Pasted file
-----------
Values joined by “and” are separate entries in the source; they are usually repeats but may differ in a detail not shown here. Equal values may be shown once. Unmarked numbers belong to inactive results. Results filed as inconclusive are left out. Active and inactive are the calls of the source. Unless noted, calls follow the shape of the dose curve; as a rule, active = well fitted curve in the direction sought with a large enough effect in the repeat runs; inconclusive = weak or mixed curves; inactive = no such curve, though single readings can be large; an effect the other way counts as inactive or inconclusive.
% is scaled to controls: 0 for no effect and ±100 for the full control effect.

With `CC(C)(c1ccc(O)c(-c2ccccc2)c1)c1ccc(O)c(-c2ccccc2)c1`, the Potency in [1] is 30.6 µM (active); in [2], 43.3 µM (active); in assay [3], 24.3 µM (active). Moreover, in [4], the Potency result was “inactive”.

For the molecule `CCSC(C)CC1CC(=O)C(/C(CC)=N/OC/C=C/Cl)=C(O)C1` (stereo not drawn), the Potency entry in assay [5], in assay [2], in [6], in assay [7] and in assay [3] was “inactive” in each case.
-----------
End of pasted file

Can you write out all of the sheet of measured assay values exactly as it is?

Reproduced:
Values joined by “and” are separate entries in the source; they are usually repeats but may differ in a detail not shown here. Equal values may be shown once. Unmarked numbers belong to inactive results. Results filed as inconclusive are left out. Active and inactive are the calls of the source. Unless noted, calls follow the shape of the dose curve; as a rule, active = well fitted curve in the direction sought with a large enough effect in the repeat runs; inconclusive = weak or mixed curves; inactive = no such curve, though single readings can be large; an effect the other way counts as inactive or inconclusive.
% is scaled to controls: 0 for no effect and ±100 for the full control effect.

With `CC(C)(c1ccc(O)c(-c2ccccc2)c1)c1ccc(O)c(-c2ccccc2)c1`, the Potency in [1] is 30.6 µM (active); in [2], 43.3 µM (active); in assay [3], 24.3 µM (active). Moreover, in [4], the Potency result was “inactive”.

For the molecule `CCSC(C)CC1CC(=O)C(/C(CC)=N/OC/C=C/Cl)=C(O)C1` (stereo not drawn), the Potency entry in assay [5], in assay [2], in [6], in assay [7] and in assay [3] was “inactive” in each case.